Afghanistan: A political rather than a humanitarian crisis

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For the development of Afghanistan, the United States spent $143 billion. It is just 6% of the $2.3 trillion spent in twenty years of war: but still, it is more than the Marshall Plan they rebuilt Europe with. When they arrived, one in three Afghans were at risk of starvation. When they withdrew, one in two.

After all, in the accounts of the Pentagon there are projects like nine Italian cachemire goats to revive the textile industry. They were paid $6 million.

And no one has a clue where they are.

Bombing it into submission because of weapons of mass destruction it did not have.

The problem is that the United States never had a strategy for Afghanistan. The war started in 2001 as a response to 9/11: but the Taliban played no role in 9/11. And nor they were in al-Qaeda. They are a local movement. They are Afghans. Not Arabs. Osama bin Laden was in Afghanistan, true, but only because he had been expelled from Sudan. And in the end, he was killed in Pakistan: for an attack carried out by nationals of Saudi Arabia.

Two top allies of the United States.

Americans took over Kabul in less than six weeks. With 20 casualties. Just one more than in the invasion of Grenada. They expected to stay for such a short time that in Bagram, which became one of their main military bases overseas, with 30,000 servicemen and a Harley Davidson dealer, there wasn’t even a shower.

The washing was shipped by helicopter to the nearest laundry. In Uzbekistan.

And after Afghanistan, they turned to Iraq.

Bombing it into submission because of weapons of mass destruction it did not have.

The result? The Islamic State.

Because Sangin, simply, is no more.

The bloodiest battlefield, here, has been Sangin. A 20,000-people town in the Helmand. The heartland of the Taliban. And of opium production. To reach it, you drive for hours along a road where everything is yellow. Sand yellow. Dust yellow. And from time to time, grey. Where a mine blew up. Or a bomb dropped. Because that’s what Afghanistan looks like, out of Kabul. Ruins. Ruins and wall stubs, mud houses which cost three hundred dollars each flattened by B-52s which cost $70,000 per flight hour. Until suddenly, in the middle of nowhere, Google Maps says: Sangin. And you realize you arrived.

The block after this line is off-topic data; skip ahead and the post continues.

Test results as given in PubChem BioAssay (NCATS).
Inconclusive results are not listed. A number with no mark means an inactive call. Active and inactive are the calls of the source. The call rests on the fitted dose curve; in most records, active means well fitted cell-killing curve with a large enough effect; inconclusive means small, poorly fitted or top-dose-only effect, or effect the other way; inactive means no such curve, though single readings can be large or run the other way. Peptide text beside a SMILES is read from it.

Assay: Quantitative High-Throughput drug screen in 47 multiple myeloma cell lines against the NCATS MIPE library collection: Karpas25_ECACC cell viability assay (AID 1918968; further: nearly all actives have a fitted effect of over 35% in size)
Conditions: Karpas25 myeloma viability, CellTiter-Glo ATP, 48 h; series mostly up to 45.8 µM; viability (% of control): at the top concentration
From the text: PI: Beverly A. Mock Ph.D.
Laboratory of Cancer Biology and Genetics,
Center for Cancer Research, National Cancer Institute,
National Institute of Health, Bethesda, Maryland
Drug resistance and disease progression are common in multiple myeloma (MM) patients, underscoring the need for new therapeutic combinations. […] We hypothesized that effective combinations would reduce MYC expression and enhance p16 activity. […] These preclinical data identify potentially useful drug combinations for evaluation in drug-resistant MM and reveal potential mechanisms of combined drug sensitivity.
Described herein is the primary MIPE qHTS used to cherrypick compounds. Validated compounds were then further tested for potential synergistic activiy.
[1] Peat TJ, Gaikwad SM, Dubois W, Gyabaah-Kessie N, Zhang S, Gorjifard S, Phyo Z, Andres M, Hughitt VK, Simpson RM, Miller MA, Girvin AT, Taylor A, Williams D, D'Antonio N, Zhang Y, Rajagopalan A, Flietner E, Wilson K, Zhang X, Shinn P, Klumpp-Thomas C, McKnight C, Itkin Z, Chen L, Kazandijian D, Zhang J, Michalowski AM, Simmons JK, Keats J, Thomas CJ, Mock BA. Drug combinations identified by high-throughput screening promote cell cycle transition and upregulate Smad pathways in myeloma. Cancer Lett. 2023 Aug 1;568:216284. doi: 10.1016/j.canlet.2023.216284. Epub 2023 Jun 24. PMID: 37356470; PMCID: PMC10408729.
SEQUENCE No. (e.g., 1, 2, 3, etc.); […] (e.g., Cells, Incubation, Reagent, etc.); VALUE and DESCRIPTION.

Because Sangin, simply, is no more.

For each American fallen, there is a name, a picture. A story.

Of Afghan victims, there is not even the number.

They were never counted.

And yet, all concern now is for the Taliban. When you talk of Afghanistan, that’s the only question you are asked. How are they? Do they still cut the hands of thieves? Do they still stone adulterers to death? Smash TV sets? Or are they different from twenty years ago? Honestly, I don’t know. Being a foreigner is not like being an Afghan. Especially today. The Taliban want international recognition, and access to aid. And so they are all kind.

And by the way. The median age here is 18.4 years.

But basically, I don’t know because probably no one knows yet. Not even the Taliban. Unlike other Islamist movements, they never set up a shadow state. They never had a military wing and a civilian wing. They are just fighters. And Afghanistan is a country of mountains. Its elevation is 1,884 meters, on average: it is a country of valleys, and communities used to self-government. Used to count only on themselves. And so, for the Taliban all is new, now. We were together in Sangin. It was my first time: but theirs too. They had never been with a girl. And when we met, I was thinking that they look so strange, with their tunic, their turban, their cloak, as if they were from another era, when one of them pointed at my Converse sneakers, and said: You look so strange.

They have only a Kalashnikov rifle. And now that the war is over, you see them controlling the traffic with their gun: though to control the traffic you would rather need a traffic light. But that’s a classic. For many Afghans, they are the lesser evil.

That's why they are back in power.

That’s why they are back in power.

Because we have been such a failure, that even the Taliban turned into a lesser evil.

But as usual, now headlines are all about a humanitarian crisis. “The worst crisis we have ever witnessed,” said the UN, calling for aid: million Afghans, it said, are on the verge of death. And in this way, it seems it is because of the cold. Of the winter. And yet it’s not. The crisis comes from the US decision to freeze the reserves of the Central Bank of Afghanistan: and with them, the entire economy. There is everything here. All kinds of grocery. There are dollars to pay too: but they are stuck in bank accounts.

It is not a humanitarian crisis, it is a political crisis.

You do not die, today, in Afghanistan. You get killed.

And not by the Taliban.

Everybody talks of women rights. But the first right is the right to be alive[1].

[1] The views expressed in this article are entirely those of the author’s and do not necessarily reflect the views of the Egyptian Institute for Studies

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